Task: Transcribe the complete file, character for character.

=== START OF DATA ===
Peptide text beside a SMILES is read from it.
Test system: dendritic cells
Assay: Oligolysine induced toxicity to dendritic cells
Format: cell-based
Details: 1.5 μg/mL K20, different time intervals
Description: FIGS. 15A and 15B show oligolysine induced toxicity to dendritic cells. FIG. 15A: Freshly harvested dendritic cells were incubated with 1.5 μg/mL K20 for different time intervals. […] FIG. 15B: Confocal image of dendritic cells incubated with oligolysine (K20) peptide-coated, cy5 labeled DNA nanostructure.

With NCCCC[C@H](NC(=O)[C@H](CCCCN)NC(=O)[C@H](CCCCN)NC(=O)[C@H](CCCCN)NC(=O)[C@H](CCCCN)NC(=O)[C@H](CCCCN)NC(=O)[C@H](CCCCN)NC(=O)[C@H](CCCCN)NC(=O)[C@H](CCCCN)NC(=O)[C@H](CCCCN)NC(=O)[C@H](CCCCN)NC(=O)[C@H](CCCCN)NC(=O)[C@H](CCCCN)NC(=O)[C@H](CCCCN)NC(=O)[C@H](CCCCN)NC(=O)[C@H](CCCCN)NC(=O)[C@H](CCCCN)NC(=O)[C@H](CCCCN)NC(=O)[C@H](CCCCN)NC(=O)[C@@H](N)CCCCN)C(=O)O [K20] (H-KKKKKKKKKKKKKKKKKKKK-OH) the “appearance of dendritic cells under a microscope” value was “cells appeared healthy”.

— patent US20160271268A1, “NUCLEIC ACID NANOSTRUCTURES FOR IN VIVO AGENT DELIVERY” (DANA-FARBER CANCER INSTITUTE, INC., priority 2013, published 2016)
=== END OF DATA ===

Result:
Peptide text beside a SMILES is read from it.
Test system: dendritic cells
Assay: Oligolysine induced toxicity to dendritic cells
Format: cell-based
Details: 1.5 μg/mL K20, different time intervals
Description: FIGS. 15A and 15B show oligolysine induced toxicity to dendritic cells. FIG. 15A: Freshly harvested dendritic cells were incubated with 1.5 μg/mL K20 for different time intervals. […] FIG. 15B: Confocal image of dendritic cells incubated with oligolysine (K20) peptide-coated, cy5 labeled DNA nanostructure.

With NCCCC[C@H](NC(=O)[C@H](CCCCN)NC(=O)[C@H](CCCCN)NC(=O)[C@H](CCCCN)NC(=O)[C@H](CCCCN)NC(=O)[C@H](CCCCN)NC(=O)[C@H](CCCCN)NC(=O)[C@H](CCCCN)NC(=O)[C@H](CCCCN)NC(=O)[C@H](CCCCN)NC(=O)[C@H](CCCCN)NC(=O)[C@H](CCCCN)NC(=O)[C@H](CCCCN)NC(=O)[C@H](CCCCN)NC(=O)[C@H](CCCCN)NC(=O)[C@H](CCCCN)NC(=O)[C@H](CCCCN)NC(=O)[C@H](CCCCN)NC(=O)[C@H](CCCCN)NC(=O)[C@@H](N)CCCCN)C(=O)O [K20] (H-KKKKKKKKKKKKKKKKKKKK-OH) the “appearance of dendritic cells under a microscope” value was “cells appeared healthy”.

— patent US20160271268A1, “NUCLEIC ACID NANOSTRUCTURES FOR IN VIVO AGENT DELIVERY” (DANA-FARBER CANCER INSTITUTE, INC., priority 2013, published 2016)